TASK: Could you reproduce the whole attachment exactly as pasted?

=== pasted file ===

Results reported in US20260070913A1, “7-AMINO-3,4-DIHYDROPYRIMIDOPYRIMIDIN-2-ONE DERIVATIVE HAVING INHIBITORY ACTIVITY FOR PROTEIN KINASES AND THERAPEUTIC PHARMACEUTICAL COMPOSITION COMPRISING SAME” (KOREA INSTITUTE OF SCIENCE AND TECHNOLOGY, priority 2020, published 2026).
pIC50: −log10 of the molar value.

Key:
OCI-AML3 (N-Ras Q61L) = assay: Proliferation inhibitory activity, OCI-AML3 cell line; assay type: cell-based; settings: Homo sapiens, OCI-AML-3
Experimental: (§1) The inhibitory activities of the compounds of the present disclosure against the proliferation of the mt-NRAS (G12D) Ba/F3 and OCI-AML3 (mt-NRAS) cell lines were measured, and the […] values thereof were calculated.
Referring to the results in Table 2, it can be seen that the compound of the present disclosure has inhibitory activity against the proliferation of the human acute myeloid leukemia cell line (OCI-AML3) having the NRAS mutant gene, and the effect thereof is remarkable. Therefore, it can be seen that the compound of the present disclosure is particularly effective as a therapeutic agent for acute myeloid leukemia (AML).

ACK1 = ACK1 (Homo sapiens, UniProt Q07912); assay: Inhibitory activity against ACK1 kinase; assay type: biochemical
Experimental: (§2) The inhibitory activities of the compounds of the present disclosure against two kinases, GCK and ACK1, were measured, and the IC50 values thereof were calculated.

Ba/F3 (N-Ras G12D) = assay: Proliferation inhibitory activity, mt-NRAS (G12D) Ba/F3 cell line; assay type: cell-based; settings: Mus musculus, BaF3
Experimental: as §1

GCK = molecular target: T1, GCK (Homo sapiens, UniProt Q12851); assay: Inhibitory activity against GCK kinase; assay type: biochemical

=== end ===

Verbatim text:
Results reported in US20260070913A1, “7-AMINO-3,4-DIHYDROPYRIMIDOPYRIMIDIN-2-ONE DERIVATIVE HAVING INHIBITORY ACTIVITY FOR PROTEIN KINASES AND THERAPEUTIC PHARMACEUTICAL COMPOSITION COMPRISING SAME” (KOREA INSTITUTE OF SCIENCE AND TECHNOLOGY, priority 2020, published 2026).
pIC50: −log10 of the molar value.

Key:
OCI-AML3 (N-Ras Q61L) = assay: Proliferation inhibitory activity, OCI-AML3 cell line; assay type: cell-based; settings: Homo sapiens, OCI-AML-3
Experimental: (§1) The inhibitory activities of the compounds of the present disclosure against the proliferation of the mt-NRAS (G12D) Ba/F3 and OCI-AML3 (mt-NRAS) cell lines were measured, and the […] values thereof were calculated.
Referring to the results in Table 2, it can be seen that the compound of the present disclosure has inhibitory activity against the proliferation of the human acute myeloid leukemia cell line (OCI-AML3) having the NRAS mutant gene, and the effect thereof is remarkable. Therefore, it can be seen that the compound of the present disclosure is particularly effective as a therapeutic agent for acute myeloid leukemia (AML).

ACK1 = ACK1 (Homo sapiens, UniProt Q07912); assay: Inhibitory activity against ACK1 kinase; assay type: biochemical
Experimental: (§2) The inhibitory activities of the compounds of the present disclosure against two kinases, GCK and ACK1, were measured, and the IC50 values thereof were calculated.

Ba/F3 (N-Ras G12D) = assay: Proliferation inhibitory activity, mt-NRAS (G12D) Ba/F3 cell line; assay type: cell-based; settings: Mus musculus, BaF3
Experimental: as §1

GCK = molecular target: T1, GCK (Homo sapiens, UniProt Q12851); assay: Inhibitory activity against GCK kinase; assay type: biochemical